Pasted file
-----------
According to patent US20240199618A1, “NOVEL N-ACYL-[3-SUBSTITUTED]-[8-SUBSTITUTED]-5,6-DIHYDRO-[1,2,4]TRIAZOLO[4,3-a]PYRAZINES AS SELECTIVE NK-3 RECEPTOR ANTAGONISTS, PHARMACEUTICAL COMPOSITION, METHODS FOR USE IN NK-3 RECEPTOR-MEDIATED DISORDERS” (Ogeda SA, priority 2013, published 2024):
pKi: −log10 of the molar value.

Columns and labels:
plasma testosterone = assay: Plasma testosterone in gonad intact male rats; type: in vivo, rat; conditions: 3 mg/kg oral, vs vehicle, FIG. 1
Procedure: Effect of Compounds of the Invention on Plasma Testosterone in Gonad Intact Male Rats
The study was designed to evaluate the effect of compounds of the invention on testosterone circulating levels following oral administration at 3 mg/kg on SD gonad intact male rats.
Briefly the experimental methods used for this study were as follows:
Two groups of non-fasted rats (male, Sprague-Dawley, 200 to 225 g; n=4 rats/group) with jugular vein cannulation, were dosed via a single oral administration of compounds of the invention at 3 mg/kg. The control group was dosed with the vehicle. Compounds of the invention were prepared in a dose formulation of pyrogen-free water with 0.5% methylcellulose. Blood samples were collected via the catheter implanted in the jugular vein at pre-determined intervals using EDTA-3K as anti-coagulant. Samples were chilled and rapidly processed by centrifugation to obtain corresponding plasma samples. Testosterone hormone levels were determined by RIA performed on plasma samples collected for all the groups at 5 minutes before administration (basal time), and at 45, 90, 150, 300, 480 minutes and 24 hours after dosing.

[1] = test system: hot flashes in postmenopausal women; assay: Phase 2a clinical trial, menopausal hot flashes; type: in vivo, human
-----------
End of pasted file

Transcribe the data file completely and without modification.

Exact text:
According to patent US20240199618A1, “NOVEL N-ACYL-[3-SUBSTITUTED]-[8-SUBSTITUTED]-5,6-DIHYDRO-[1,2,4]TRIAZOLO[4,3-a]PYRAZINES AS SELECTIVE NK-3 RECEPTOR ANTAGONISTS, PHARMACEUTICAL COMPOSITION, METHODS FOR USE IN NK-3 RECEPTOR-MEDIATED DISORDERS” (Ogeda SA, priority 2013, published 2024):
pKi: −log10 of the molar value.

Columns and labels:
plasma testosterone = assay: Plasma testosterone in gonad intact male rats; type: in vivo, rat; conditions: 3 mg/kg oral, vs vehicle, FIG. 1
Procedure: Effect of Compounds of the Invention on Plasma Testosterone in Gonad Intact Male Rats
The study was designed to evaluate the effect of compounds of the invention on testosterone circulating levels following oral administration at 3 mg/kg on SD gonad intact male rats.
Briefly the experimental methods used for this study were as follows:
Two groups of non-fasted rats (male, Sprague-Dawley, 200 to 225 g; n=4 rats/group) with jugular vein cannulation, were dosed via a single oral administration of compounds of the invention at 3 mg/kg. The control group was dosed with the vehicle. Compounds of the invention were prepared in a dose formulation of pyrogen-free water with 0.5% methylcellulose. Blood samples were collected via the catheter implanted in the jugular vein at pre-determined intervals using EDTA-3K as anti-coagulant. Samples were chilled and rapidly processed by centrifugation to obtain corresponding plasma samples. Testosterone hormone levels were determined by RIA performed on plasma samples collected for all the groups at 5 minutes before administration (basal time), and at 45, 90, 150, 300, 480 minutes and 24 hours after dosing.

[1] = test system: hot flashes in postmenopausal women; assay: Phase 2a clinical trial, menopausal hot flashes; type: in vivo, human